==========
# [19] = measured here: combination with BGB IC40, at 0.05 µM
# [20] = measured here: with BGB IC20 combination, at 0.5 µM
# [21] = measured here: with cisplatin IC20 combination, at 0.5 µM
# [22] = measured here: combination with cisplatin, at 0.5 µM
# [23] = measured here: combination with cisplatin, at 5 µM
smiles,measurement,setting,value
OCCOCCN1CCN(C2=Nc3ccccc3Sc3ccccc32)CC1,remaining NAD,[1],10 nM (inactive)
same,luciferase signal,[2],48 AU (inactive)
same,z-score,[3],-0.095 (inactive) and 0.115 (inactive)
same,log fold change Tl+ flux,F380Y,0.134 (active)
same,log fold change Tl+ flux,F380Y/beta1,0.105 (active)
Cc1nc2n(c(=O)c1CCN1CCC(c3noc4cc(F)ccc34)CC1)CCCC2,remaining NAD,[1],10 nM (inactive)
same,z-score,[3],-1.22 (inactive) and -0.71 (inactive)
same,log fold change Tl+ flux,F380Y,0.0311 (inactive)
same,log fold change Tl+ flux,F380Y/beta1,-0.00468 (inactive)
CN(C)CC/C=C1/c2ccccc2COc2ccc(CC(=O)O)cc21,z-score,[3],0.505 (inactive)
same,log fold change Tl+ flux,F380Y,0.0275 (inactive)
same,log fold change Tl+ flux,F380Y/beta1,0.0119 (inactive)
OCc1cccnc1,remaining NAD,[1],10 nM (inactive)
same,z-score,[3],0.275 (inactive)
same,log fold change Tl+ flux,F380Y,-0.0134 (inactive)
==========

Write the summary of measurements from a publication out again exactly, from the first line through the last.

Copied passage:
# [19] = measured here: combination with BGB IC40, at 0.05 µM
# [20] = measured here: with BGB IC20 combination, at 0.5 µM
# [21] = measured here: with cisplatin IC20 combination, at 0.5 µM
# [22] = measured here: combination with cisplatin, at 0.5 µM
# [23] = measured here: combination with cisplatin, at 5 µM
smiles,measurement,setting,value
OCCOCCN1CCN(C2=Nc3ccccc3Sc3ccccc32)CC1,remaining NAD,[1],10 nM (inactive)
same,luciferase signal,[2],48 AU (inactive)
same,z-score,[3],-0.095 (inactive) and 0.115 (inactive)
same,log fold change Tl+ flux,F380Y,0.134 (active)
same,log fold change Tl+ flux,F380Y/beta1,0.105 (active)
Cc1nc2n(c(=O)c1CCN1CCC(c3noc4cc(F)ccc34)CC1)CCCC2,remaining NAD,[1],10 nM (inactive)
same,z-score,[3],-1.22 (inactive) and -0.71 (inactive)
same,log fold change Tl+ flux,F380Y,0.0311 (inactive)
same,log fold change Tl+ flux,F380Y/beta1,-0.00468 (inactive)
CN(C)CC/C=C1/c2ccccc2COc2ccc(CC(=O)O)cc21,z-score,[3],0.505 (inactive)
same,log fold change Tl+ flux,F380Y,0.0275 (inactive)
same,log fold change Tl+ flux,F380Y/beta1,0.0119 (inactive)
OCc1cccnc1,remaining NAD,[1],10 nM (inactive)
same,z-score,[3],0.275 (inactive)
same,log fold change Tl+ flux,F380Y,-0.0134 (inactive)